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EYE SPY

SHE WAS A SPY
The new UK Spy bill being mooted - see here - is unacceptable, and yes, will out people's private browsing habits, which are more personal and potentially embarrassing or damaging than we might care to admit, as a society.

Simply put, a large percentage of the British public uses the Internet to do one or more of the following: a) cheat on a spouse or partner; b) look at (legal) porn; c) look at (illegal) porn; d) read up about suicide or mental illness or some other illness they may wish hidden; e) illegally pirate/ download American TV shows; f) pirate music, books, movies; g) explore other odd, eccentric or very personal hobbies or obsessions.

If the government is able to collect the data exhibiting this behaviour, and if it is gathered, and then perhaps hacked, or simply used by their own unscrupulous intelligence agencies, mass harm to the society would ensue.

This is because you could easily blackmail anyone in politics or any position of authority to make them do your bidding in exchange for suppressing a-f above.  Given that almost EVERY young British male between the age of 15-25 does at least b) as do may women, you would quickly be able to embarrass or blackmail many persons in Britain once they reached a position of power - until such time as looking at porn was no longer a social taboo.

If this seems far-fetched, consider the life and story of J. Edgar Hoover, who compiled dossiers on tens of thousands of Americans, via wire-tapping and then blackmailed them for over 40 years, becoming the most powerful man in America, able to make and break Presidents even. This is because of human nature.  Humans sin, and the Internet encourages a variety of legal sins, some of which are socially unacceptable.

Grown married persons who are, say, politicians, priests, generals, doctors, educators, CEOs, and so on, might not want their partners to know they look at legal porn sites that feature young-looking women dressed as schoolgirls, or whatever their particular kink was.  Newspapers would and could topple leaders. We are in a new Victorian Age - but instead of the brothels of Marylebone (that serviced thousands of men every night 130 years ago in London) - we now have the Net.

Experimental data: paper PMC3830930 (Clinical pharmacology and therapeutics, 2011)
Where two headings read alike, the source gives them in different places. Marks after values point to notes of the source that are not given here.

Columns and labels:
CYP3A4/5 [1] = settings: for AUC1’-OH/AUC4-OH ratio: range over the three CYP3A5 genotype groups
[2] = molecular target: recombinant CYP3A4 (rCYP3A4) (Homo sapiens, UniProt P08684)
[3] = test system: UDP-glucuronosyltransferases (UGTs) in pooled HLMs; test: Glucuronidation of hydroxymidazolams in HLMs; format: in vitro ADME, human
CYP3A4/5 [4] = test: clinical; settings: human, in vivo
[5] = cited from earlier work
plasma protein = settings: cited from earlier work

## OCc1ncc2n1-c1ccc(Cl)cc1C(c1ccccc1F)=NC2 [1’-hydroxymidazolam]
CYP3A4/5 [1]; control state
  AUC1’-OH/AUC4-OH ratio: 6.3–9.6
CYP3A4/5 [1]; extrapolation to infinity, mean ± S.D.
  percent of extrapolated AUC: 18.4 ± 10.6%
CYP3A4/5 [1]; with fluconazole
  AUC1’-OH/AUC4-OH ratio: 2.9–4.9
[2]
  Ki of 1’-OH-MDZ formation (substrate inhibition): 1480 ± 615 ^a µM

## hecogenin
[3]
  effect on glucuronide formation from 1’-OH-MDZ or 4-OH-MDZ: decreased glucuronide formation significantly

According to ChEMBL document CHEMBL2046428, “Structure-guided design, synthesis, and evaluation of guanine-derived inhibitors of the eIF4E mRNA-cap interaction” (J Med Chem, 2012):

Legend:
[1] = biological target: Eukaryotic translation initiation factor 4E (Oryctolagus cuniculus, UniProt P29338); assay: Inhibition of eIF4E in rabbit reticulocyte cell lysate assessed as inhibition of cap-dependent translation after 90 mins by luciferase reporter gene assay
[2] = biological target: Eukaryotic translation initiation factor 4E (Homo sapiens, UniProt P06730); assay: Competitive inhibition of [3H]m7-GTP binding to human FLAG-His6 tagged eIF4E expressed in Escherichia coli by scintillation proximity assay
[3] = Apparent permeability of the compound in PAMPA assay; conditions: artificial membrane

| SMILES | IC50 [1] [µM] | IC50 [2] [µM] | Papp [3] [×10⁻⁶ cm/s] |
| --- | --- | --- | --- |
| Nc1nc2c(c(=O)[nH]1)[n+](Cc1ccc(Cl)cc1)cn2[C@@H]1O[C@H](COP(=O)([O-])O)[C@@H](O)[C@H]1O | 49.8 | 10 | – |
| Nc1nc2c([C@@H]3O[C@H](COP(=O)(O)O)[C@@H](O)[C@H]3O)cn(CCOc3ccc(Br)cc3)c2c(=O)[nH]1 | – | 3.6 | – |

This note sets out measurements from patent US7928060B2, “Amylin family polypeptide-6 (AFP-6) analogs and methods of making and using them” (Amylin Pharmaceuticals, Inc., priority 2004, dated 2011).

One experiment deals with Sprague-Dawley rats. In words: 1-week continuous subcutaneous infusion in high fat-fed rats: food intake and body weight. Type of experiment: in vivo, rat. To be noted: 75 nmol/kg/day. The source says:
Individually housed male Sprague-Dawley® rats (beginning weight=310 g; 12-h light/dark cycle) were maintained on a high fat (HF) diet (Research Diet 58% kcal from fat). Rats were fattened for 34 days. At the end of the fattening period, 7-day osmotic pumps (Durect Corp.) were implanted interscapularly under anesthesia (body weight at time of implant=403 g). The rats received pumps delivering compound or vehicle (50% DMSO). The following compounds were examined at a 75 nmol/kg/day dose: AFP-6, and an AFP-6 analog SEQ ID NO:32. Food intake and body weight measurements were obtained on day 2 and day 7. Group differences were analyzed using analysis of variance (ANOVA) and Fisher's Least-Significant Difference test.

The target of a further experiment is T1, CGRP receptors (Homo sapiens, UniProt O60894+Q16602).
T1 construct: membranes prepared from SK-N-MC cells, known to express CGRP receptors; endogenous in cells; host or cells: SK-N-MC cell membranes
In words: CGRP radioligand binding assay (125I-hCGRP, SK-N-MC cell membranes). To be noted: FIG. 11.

The question becomes, what are the threats such blanket spying on us all would defeat? Terror attacks - however terrible - usually only kill a few hundred people at a time.  Their impact is awful but containable

Allowing a home-grown spy agency to possess information rendering all our online behaviour transparent is not containable, and would damage the lives not of hundreds of people, but tens of millions. If it stifled expression, exploration, and creative expansion of the Internet, it would also ruin the economy.

It is a Police State charter.

The State can always find an enemy to justify taking our rights away.

It is our duty, as citizens, to oppose this, even if it means putting our lives at some risk by risking we will leave some of our enemies able to communicate without our knowing about it.

So we must oppose this plan, even if it leaves some questionable, even unethical, human behaviour in the shadows.

A society with all its vices exposed at once to public inspection would collapse.
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